It’s impossible to know how much Rodriguez was impacted by injury in 2022 before shutting it down for a good chunk of the season. Prior to going down it was clear that Rodriguez’s stuff—particularly his fastball—was down slightly from its 2021 metrics. His velocity dropped some but it wasn’t enough to do opposing batters any favors. Rodriguez still generated whiffs against his fastball at a rate higher than 30% while facing the best competition the minors has to offer in Triple-A. While Rodriguez’s fastball is his primary pitch and arguably his best, his changeup ranked second on the best changeups list. There’s good reason for that as well. Not only does Rodriguez generate whiffs against his changeup at a near-50% rate, he induced a high rate of swings in and out of the zone. It’s the inability of hitters to lay off of Rodriguez’s offspeed that makes it so unique. While Rodriguez’s slider didn’t miss bats at the rate of his changeup, it was by far his best performing pitch, with a wOBA below .200. With additional strong offerings in his curveball and cutter, Rodriguez might boast the most potent combination of above-average pitches and command of any Top 100 pitcher.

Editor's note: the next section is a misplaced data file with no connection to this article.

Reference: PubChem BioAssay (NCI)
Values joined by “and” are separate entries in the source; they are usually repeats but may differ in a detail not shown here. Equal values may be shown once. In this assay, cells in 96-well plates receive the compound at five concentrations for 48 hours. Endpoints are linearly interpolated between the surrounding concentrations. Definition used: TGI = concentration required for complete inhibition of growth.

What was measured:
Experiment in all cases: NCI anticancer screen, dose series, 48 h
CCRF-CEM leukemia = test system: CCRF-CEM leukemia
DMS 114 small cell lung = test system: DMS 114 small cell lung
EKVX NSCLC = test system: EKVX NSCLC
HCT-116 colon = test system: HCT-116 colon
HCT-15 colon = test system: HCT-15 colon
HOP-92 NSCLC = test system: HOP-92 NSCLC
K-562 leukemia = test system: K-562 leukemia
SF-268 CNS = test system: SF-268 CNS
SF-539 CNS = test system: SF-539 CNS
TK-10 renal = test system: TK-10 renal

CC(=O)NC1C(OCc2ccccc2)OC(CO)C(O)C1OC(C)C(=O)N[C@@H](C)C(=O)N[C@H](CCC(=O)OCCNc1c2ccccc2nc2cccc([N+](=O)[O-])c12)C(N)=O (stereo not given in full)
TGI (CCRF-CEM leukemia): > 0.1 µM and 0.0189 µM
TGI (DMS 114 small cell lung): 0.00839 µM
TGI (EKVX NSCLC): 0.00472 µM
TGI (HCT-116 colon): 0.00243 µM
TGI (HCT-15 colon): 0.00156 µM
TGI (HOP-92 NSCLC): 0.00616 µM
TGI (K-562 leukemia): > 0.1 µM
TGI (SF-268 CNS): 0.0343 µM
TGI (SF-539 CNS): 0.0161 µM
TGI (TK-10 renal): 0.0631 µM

Ricky Tiedemann, LHP, Blue Jays 
Strikeout Rate: 38.9%. Three Best Pitches: Four-Seam Fastball, Slider and Changeup. 

No pitcher burst onto the scene quite like Tiedemann did in 2022. His impressive debut saw Tiedemann rise to Double-A by late July after dominating both levels of Class A. A Top 100 draft prospect in 2020 and 2021, Tiedemann was well known throughout the industry, but his substantial jump in fastball velocity early in his pro debut pushed his prospect status into hyper speed. Tiedemann’s unique low lefthanded slot, power and pitch shapes are more than most minor league hitters can handle. His fastball sits mid 90s with exceptional arm-side run. The pitch looks to sweep as it comes out of his hand before it downshifts off the plate to righthanded hitters and inside to lefties. He then plays his sweepy slider off this pitch, showing a consistent ability to back door the pitch to righthanders and work inside in left-on-left matchups. To further complicate matters, Tiedemann’s best pitch might be his changeup. While it misses fewer bats than his slider or fastball, it does continually keep batters off balance while generating ground balls at a rate higher than 50%. Tiedemann’s powerful arsenal full of unique looks keeps opposing hitters uncomfortable in the batter’s box.